What do you think happened to Miss K?

But first, let me come back to the undergrad kids with demon beating up their chests in their sleep. In fact, most of the patients have shared their experiences similar to Miss K or the undergrad kids.

Sleep paralysis is a very common psychological disorder. It’s a state where you wake up and feel a sinking pressure on your chest. You feel immobile and see a shadow with a feeling of somebody being in a periphery watching you.

Sleep paralysis, very much like sleep walking, can be genetic as well. It happens when body transitions from REM (Rapid Eye Movement) sleep state. In this state, a person experiences vivid dreams and the muscles are paralysed by the brain—for body’s protection— so that the person cannot physically act out on dreams. This results in a terrifying experience for the person. And since this happens without any warning, the fear stays for a longer period of time.

On the other hand, the phenomenon experienced by Miss K, is pretty much common.

Almost all the ghost sighting stories that I have heard as a child or as a therapist, involves either an awakening from sleep and any of the senses experiencing something paranormal, or falling into sleep and having a paranormal sensory experience—touch, taste, sound, visual and smell.

Remember those experiences you encountered or stories you heard of pungent aromas in the middle of your sleep? Or feeling like someone slapping you in your sleep because you refused to wake up for morning prayers? Can you recall any story about a supernatural voice calling a person’s name?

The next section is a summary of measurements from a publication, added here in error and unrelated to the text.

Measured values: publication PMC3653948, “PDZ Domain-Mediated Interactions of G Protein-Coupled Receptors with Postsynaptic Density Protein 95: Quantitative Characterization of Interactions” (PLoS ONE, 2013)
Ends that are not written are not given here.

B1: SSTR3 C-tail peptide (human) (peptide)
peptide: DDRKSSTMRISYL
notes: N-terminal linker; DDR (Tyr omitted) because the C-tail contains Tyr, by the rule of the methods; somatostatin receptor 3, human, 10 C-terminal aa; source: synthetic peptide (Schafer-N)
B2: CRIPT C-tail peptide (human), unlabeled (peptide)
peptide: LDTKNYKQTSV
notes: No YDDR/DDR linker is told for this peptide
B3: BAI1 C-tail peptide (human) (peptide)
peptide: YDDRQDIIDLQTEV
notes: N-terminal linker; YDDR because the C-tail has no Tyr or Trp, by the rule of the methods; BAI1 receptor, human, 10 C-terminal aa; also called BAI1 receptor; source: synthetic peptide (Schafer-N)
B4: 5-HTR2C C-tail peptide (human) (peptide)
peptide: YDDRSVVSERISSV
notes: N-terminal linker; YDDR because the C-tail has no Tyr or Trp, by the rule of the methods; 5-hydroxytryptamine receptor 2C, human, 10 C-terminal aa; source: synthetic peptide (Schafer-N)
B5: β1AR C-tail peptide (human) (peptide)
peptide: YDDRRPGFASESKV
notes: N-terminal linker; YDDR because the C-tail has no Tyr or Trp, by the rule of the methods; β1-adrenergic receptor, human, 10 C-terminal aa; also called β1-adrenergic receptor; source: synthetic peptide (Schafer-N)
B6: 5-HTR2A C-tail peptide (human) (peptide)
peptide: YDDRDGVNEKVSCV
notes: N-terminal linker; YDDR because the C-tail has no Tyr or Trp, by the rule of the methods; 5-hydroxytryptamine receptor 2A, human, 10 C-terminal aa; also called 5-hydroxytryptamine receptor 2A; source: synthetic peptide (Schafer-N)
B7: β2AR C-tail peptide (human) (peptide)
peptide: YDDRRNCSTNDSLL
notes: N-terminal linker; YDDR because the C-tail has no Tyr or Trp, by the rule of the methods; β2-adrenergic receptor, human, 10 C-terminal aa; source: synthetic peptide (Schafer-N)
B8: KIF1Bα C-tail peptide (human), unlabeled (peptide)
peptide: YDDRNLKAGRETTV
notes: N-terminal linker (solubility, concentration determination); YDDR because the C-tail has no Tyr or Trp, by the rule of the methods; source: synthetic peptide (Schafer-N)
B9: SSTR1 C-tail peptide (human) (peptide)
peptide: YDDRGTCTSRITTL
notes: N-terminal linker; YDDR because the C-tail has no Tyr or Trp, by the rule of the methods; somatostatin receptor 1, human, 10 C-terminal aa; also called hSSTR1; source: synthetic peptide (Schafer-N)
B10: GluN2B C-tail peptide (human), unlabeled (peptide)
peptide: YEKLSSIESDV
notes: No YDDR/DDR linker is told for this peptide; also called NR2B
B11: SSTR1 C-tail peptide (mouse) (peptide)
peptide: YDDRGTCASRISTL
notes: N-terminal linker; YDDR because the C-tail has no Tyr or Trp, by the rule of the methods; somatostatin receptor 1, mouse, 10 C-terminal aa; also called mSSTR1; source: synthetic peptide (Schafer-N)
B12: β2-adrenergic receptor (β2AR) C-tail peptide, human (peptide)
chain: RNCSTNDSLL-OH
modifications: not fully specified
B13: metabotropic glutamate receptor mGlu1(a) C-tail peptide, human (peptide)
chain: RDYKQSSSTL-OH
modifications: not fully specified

And the most common one, did you ever wake up in the middle of your sleep and find a tall figure leaning onto the fridge or standing by your curtain?

All these sensory experiences are neurological phenomenon known as ‘Hypnagogic and Hypnopompic hallucination’. These hallucinations are perfectly normal experiences that can occur with or without sleep paralysis.

Hypnagogic hallucinations are those alterations in your sensory perception that occur while you are about to fall into sleep. Hypnopompic hallucinations are those that occur upon awakening.

Stress, trauma and anxiety increase the frequency of these hallucinations, and in that case you’ll need to seek therapy to resolve the source of your stress, trauma or anxiety, but these can also happen without any stress.

What Miss K experienced was a Hypnopompic hallucination. Her response to hallucination was stressful and took her a few counseling sessions to recover from the dreadful experience.

Our cultural beliefs and stories play an important role in shaping our beliefs about odd experiences but there exist scientific explanations to most of these paranormal incidents. In my practice, I have seen enough people suffer because their families interpreted their incidents with a different lens, most of the times the one that is influenced by our cultural ties.

It seems like they don’t want to give up the cultural or family explanations of these odd neuropsychological and sensory phenomenon. And I don’t know why they’d choose the feeling of helplessness, powerlessness and submission to a paranormal force when there is a scientific explanation. Maybe it’s about strengthening the faith in the higher power or maybe there are other motivations to it—I don’t want to gaslight their experiences.

However, even after knowing that neuropsychological phenomenon explain most of the paranormal, each time a patient comes to me with these experiences, I keep my mind open and listen with a possibility of truth. In Hamlet’s words:

“There are more things in heaven and earth, Horatio, than are dreamt of in your philosophy.”

(*Names have been changed to protect identities and doctor-patient confidentiality.)

Zaofishan Qureshi

Zaofishan Qureshi

The author is a Clinical Psychologist and an Educationist based in Islamabad. She tweets @Zaofishan (twitter.com/Zaofishan)